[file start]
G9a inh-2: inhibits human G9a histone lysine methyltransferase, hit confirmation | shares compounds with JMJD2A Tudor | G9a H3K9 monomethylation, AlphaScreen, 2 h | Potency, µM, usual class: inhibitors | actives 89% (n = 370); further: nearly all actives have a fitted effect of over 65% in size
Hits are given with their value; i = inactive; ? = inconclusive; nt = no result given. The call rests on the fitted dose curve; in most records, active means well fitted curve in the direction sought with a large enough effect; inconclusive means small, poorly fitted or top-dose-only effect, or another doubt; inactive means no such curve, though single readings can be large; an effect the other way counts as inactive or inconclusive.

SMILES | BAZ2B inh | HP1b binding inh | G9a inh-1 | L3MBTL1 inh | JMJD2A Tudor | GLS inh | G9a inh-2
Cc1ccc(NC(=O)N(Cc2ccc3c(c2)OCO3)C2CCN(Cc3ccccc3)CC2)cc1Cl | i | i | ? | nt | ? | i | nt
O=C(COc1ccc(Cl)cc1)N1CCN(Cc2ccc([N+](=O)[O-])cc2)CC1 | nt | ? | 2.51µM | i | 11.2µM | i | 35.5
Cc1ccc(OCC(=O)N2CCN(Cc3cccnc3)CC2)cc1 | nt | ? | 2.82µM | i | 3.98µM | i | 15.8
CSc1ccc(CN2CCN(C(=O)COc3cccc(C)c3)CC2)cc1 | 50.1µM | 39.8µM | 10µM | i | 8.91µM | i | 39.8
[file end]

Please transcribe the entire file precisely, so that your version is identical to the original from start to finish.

G9a inh-2: inhibits human G9a histone lysine methyltransferase, hit confirmation | shares compounds with JMJD2A Tudor | G9a H3K9 monomethylation, AlphaScreen, 2 h | Potency, µM, usual class: inhibitors | actives 89% (n = 370); further: nearly all actives have a fitted effect of over 65% in size
Hits are given with their value; i = inactive; ? = inconclusive; nt = no result given. The call rests on the fitted dose curve; in most records, active means well fitted curve in the direction sought with a large enough effect; inconclusive means small, poorly fitted or top-dose-only effect, or another doubt; inactive means no such curve, though single readings can be large; an effect the other way counts as inactive or inconclusive.

SMILES | BAZ2B inh | HP1b binding inh | G9a inh-1 | L3MBTL1 inh | JMJD2A Tudor | GLS inh | G9a inh-2
Cc1ccc(NC(=O)N(Cc2ccc3c(c2)OCO3)C2CCN(Cc3ccccc3)CC2)cc1Cl | i | i | ? | nt | ? | i | nt
O=C(COc1ccc(Cl)cc1)N1CCN(Cc2ccc([N+](=O)[O-])cc2)CC1 | nt | ? | 2.51µM | i | 11.2µM | i | 35.5
Cc1ccc(OCC(=O)N2CCN(Cc3cccnc3)CC2)cc1 | nt | ? | 2.82µM | i | 3.98µM | i | 15.8
CSc1ccc(CN2CCN(C(=O)COc3cccc(C)c3)CC2)cc1 | 50.1µM | 39.8µM | 10µM | i | 8.91µM | i | 39.8